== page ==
We are happy to welcome Brandon Bergeron to our Instructor family here at Minnesota Top Team and to add two additional nights per week of BJJ training. Please be sure to say hello and welcome him when you see him around the gym and read our interview below to get to know him a littl better.
Where did you grow up? - I grew up in Wisconsin. Originally born and raised in Chippewa Falls, WI.
How long have you been doing BJJ and what has been your path? - Since April of 2007. I started during my Junior year of High School under Nate Homme in Eau Claire, WI. I jumped into MMA right away. After a year and a half, Nate shut down his classes because he was commuting from Minneapolis to Eau Claire three times a week to compete. When he decided he was going to shut down his classes, I made plans to move to the Twin Cities so that I could continue training with him at the Academy. I got my Blue belt at the academy in March of 2009 and I got my Purple belt at the Academy on March 22, 2011.
Why do you do the sport? - I started doing BJJ because I wanted to be an MMA fighter. I had several fights, but after awhile I decided that I wanted to hang up the gloves. Whether or not I ever return to the cage remains to be seen. Even though my initial intent for starting BJJ was to be a successful fighter, now I do it purely for the love of the sport. Actually, I remember thinking when I decided to quit fighting that “MMA is not nearly as fun as Jiu Jitsu.” I have a passion for Jiu Jitsu because it is fun--plain and simple. All of the different techniques, the knowledge and skill of learning how to move your body and when to do it, and the creativity in trying to develop new techniques provides endless possibilities and a real mental challenge and puzzle which you’ll always be trying to solve as perfectly as possible. Even after six and a half years this is all still so fascinating to me.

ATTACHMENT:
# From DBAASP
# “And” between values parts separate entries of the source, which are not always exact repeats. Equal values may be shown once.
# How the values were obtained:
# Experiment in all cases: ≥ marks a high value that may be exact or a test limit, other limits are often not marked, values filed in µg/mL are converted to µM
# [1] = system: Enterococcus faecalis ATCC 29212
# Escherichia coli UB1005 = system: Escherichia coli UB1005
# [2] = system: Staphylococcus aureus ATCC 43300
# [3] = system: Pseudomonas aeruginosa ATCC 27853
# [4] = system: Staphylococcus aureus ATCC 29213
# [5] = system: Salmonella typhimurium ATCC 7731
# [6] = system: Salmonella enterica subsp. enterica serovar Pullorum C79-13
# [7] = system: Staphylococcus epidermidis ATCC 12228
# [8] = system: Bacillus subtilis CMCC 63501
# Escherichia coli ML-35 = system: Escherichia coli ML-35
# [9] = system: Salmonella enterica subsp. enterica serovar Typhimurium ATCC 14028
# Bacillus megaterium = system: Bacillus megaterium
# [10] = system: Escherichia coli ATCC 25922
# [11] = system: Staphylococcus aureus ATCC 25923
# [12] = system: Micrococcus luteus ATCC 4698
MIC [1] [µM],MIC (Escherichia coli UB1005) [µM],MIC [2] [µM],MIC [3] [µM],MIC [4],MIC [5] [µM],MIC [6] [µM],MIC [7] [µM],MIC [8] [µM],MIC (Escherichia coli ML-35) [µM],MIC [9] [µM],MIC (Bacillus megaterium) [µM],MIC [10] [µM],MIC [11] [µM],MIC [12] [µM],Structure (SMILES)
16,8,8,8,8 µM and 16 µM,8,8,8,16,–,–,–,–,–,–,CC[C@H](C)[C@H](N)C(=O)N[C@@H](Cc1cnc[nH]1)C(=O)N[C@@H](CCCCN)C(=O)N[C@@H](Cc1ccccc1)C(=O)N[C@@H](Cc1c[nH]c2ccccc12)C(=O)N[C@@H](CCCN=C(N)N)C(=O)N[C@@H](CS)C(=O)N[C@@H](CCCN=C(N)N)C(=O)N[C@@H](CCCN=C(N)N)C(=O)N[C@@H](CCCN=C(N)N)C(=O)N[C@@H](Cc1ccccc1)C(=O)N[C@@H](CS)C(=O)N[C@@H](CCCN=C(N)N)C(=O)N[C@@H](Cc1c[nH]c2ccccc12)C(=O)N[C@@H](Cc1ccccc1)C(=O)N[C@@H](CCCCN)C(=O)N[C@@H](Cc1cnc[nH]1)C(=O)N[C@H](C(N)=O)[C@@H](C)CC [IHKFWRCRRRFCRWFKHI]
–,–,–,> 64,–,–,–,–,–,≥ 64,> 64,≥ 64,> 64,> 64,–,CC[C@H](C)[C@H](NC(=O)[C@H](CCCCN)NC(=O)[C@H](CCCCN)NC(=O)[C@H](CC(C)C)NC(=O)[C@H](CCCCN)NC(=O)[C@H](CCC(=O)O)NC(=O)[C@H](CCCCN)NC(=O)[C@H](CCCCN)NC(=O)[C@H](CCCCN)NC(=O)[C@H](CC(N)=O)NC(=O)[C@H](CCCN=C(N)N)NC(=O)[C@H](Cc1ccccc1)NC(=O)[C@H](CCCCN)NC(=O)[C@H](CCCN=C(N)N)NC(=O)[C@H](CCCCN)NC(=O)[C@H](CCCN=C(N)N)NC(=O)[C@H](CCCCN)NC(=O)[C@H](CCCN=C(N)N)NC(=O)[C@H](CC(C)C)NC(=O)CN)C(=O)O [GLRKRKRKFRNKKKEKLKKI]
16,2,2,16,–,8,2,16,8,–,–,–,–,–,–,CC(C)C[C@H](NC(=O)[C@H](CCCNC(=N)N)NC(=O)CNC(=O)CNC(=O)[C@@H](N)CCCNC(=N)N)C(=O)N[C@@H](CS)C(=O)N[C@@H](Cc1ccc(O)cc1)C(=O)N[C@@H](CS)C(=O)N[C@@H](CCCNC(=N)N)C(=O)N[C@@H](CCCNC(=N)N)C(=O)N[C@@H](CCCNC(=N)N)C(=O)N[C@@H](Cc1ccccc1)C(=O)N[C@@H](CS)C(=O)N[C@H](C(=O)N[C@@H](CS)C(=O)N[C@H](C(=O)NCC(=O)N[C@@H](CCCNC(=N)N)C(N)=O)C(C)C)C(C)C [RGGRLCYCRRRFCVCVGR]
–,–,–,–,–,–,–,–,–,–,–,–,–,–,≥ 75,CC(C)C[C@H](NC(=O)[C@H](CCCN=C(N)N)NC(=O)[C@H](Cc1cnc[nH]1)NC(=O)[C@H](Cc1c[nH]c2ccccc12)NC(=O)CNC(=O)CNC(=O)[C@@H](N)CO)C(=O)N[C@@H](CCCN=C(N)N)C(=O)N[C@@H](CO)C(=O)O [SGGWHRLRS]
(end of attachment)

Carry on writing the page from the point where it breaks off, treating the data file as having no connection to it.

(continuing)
What do you do for your day job? - As of now, my “normal” job is a loss prevention officer. I watch cameras at retail stores throughout the metro and use that as a means to catch shoplifters. My martial arts skills have proven useful in this line of work as shoplifters are not always the most cooperative of people.
Tell us about your family. I am not married with a “family of my own” so to speak; however, I do have a girlfriend, Sami, who I have been dating for the last two and a half years. Sami and I also have two dogs: a Siberian Husky named Dexter (after the TV show) and a Shelti named Lucky but we just call him “Dog.”
What do you do in your spare time for fun besides roll? - To be honest, in my spare time when not practicing Jiu Jitsu, I can be a bit of a couch potato. I like to watch TV shows in a series, one episode after the other, thanks to Netflix. I also enjoy playing video games. Most of my outside stuff is done during the summer as I really am not a fan of cold weather. I enjoy taking Dexter to the dog park, I like swimming and I enjoy cliff-jumping . I really wish that this section was a little more exciting but, for the most part, a lot of my free time is taken up by Jiu Jitsu.
Tell us your most embarrassing moment on the mat. There are 2 that come to mind. I was competing in a tournament as a purple belt and I was tapped out wiht a basic ezekiel choke....from within my own guard....BY A WHITE BELT! I walked off the mat feeling much shame. I competed in a tournament here at MTT. When I got home and reviewed footage of my matches I heard Tao laughing and shout out, "he's singing." So I watched more closely and sure enough...I was singing in the middle of my match.